Home » Stepdad And Brother Try To Save Teen Who Died In Extreme Heat While Hiking

Stepdad And Brother Try To Save Teen Who Died In Extreme Heat While Hiking

by Nolan Hawk

A man attempted to save his stepson after he collapsed on a southwest Texas hiking trail due to extremely hot weather conditions.

According to the National Park Service, a 31-year-old man from Florida took his two stepsons, aged 14 and 21, hiking on the Big Bend National Park’s Marufo Vega Trail on Friday.

Unfortunately for the family, Texas has been in the middle of a three week-long heatwave, and temperatures on the trail spiked to 119 degrees Fahrenheit.

The Marufo Vega Trail, which “winds through extremely rugged desert and rocky cliffs,” blazes through the “hottest part” of Big Bend.

The recreational hike went extremely wrong in the later part of Friday, when the 14-year-old got heat sick and lost consciousness.

His stepfather ran back to the car to find help, while the 21-year-old brother attempted to carry the boy to safety.

The park’s Communications Center received an emergency call at 6:00 pm, and dispatched Park Rangers and U.S. Border Patrol Agents to assist.

By the time the team was able to locate the two brothers an hour-and-a-half later, the boy had died on the trail.

They went on to search for the father and made a grim discovery 30 minutes later.

The frantic stepfather had reached his car in the parking lot and attempted to drive to rescue his stepsons.

Along the way, he had driven over an embankment at the Boquillas Overlook and crashed his vehicle.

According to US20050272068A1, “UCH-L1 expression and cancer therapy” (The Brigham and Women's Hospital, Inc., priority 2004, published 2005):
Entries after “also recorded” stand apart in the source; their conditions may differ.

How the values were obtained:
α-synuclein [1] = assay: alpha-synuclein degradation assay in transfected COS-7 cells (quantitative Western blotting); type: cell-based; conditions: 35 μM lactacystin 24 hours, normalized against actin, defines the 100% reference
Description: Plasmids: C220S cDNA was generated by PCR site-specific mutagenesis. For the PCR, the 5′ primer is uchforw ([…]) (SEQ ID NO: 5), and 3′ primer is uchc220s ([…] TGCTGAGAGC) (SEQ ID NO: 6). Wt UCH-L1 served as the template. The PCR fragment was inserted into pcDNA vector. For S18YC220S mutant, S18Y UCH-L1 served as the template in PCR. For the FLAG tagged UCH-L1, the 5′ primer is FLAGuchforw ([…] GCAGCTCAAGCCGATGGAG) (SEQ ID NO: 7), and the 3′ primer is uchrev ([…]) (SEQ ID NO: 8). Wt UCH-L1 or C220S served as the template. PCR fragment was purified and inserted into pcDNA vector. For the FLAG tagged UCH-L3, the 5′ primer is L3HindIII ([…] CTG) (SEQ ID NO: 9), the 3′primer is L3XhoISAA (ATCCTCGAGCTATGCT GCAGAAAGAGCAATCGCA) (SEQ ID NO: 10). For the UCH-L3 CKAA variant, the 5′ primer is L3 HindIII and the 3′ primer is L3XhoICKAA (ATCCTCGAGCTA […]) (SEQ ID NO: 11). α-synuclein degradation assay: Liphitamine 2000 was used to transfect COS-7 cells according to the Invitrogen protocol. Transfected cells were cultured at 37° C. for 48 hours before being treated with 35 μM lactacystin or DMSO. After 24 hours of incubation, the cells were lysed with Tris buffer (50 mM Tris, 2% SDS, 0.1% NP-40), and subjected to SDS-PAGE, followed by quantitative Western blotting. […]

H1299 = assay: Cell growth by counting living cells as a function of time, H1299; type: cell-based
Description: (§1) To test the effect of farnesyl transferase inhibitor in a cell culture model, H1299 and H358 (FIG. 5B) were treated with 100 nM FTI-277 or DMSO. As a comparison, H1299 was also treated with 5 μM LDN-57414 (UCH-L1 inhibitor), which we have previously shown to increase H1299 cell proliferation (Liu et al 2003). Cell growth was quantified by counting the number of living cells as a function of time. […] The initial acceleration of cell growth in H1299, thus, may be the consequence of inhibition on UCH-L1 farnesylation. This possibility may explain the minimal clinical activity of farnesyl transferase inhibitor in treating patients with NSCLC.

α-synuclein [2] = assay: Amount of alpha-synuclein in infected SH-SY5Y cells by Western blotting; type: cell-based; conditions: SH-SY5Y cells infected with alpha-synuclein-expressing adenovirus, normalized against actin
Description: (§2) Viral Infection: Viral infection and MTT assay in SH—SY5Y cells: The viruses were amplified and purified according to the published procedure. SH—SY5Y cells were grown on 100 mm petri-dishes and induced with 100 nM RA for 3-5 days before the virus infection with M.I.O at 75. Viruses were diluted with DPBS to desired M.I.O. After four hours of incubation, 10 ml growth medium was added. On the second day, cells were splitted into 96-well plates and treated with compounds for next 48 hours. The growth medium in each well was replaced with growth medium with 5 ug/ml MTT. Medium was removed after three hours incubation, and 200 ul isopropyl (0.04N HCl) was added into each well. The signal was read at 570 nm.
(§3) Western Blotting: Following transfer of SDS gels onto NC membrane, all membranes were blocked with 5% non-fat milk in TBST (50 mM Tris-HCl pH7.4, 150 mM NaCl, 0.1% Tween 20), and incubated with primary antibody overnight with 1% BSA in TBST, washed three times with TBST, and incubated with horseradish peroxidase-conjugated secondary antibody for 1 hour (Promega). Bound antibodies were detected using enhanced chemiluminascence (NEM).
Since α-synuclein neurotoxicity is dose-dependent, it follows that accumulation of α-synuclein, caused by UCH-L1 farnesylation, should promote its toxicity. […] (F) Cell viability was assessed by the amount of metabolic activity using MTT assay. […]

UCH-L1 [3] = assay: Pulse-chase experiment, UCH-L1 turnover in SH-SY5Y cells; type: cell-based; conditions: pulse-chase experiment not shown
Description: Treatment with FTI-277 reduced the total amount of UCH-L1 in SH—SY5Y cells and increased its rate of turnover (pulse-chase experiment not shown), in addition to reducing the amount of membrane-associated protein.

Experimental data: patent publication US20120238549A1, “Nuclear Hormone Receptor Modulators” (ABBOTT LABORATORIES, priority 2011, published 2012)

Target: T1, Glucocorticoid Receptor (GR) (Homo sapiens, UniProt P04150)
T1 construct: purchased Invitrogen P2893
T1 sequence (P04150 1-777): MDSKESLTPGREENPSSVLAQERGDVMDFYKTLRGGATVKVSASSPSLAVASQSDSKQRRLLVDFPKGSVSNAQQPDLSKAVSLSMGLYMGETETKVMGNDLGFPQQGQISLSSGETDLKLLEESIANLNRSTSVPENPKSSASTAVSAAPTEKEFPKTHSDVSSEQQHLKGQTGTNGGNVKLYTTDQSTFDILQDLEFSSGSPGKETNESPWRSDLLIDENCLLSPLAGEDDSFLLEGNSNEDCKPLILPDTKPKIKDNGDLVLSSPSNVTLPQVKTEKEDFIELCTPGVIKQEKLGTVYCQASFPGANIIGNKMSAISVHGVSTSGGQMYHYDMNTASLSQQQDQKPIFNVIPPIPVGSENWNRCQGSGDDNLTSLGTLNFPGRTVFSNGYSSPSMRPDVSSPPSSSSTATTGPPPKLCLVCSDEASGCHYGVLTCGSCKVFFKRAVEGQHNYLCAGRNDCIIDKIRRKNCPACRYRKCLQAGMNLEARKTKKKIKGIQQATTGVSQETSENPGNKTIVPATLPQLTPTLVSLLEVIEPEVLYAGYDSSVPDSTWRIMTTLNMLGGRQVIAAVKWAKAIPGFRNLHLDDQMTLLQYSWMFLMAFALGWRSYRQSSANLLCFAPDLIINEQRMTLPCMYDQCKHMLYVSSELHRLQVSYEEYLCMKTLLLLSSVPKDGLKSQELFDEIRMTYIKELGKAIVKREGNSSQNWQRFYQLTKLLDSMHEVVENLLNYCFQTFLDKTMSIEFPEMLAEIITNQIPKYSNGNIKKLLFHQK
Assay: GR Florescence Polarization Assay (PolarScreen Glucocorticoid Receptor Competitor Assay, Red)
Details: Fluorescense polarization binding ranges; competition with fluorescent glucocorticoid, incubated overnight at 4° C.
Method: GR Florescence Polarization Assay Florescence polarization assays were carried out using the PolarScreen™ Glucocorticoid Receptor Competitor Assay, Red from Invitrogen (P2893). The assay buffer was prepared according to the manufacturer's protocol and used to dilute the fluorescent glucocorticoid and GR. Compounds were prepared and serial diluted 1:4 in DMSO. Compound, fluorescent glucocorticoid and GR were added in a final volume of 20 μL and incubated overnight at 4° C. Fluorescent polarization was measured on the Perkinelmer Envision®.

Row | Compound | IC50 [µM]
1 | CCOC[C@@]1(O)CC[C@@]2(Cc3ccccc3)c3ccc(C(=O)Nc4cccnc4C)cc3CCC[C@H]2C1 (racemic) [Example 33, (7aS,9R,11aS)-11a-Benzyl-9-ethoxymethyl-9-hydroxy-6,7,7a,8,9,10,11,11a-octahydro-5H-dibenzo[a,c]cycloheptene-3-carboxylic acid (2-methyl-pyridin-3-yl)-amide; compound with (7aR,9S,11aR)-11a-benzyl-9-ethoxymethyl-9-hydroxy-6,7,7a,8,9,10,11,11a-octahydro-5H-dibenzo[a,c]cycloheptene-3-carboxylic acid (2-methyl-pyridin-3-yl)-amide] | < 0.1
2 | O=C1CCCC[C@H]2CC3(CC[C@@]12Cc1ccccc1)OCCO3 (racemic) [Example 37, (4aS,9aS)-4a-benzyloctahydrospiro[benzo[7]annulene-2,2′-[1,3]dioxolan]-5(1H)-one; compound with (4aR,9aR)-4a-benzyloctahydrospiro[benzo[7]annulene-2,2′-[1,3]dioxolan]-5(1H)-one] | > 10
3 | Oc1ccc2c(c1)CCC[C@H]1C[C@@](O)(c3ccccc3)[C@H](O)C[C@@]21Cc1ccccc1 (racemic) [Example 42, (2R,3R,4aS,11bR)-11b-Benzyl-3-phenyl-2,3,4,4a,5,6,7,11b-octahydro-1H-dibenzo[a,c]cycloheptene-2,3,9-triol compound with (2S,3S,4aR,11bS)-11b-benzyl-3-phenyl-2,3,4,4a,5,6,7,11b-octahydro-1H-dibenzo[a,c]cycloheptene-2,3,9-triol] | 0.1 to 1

He was pronounced dead at the scene by first responders, just as his stepson had been a half-hour earlier.

The family’s names were not released to the public, but became the latest victims of Big Bend National Park.

Two hikers died in February an March, respectively, likely due to extreme weather conditions.

A 56-year-old man was hiking with a scout troop on Feb. 18, when he began experiencing chest pains.

He collapsed and fellow hikers performed CPR until park rangers reached them on the Pinnacles Trail with an automated external defibrillator.

He was unable to be revived despite their efforts and died on the scene.

Three weeks later, a 64-year-old woman collapsed on the Hot Springs Canyon Trail in the high heat of the mid-afternoon on March 8.

Park rangers were able to locate her and perform CPR, but she was unable to be resuscitated.

Big Bend National Park officials cautioned that no shade or water along the “strenuous trail” make it a “dangerous” hike to attempt during the excessively hot summer weather.

Related Videos

Leave a Comment

This website uses cookies to improve your experience. We'll assume you're ok with this, but you can opt-out if you wish. Accept Read More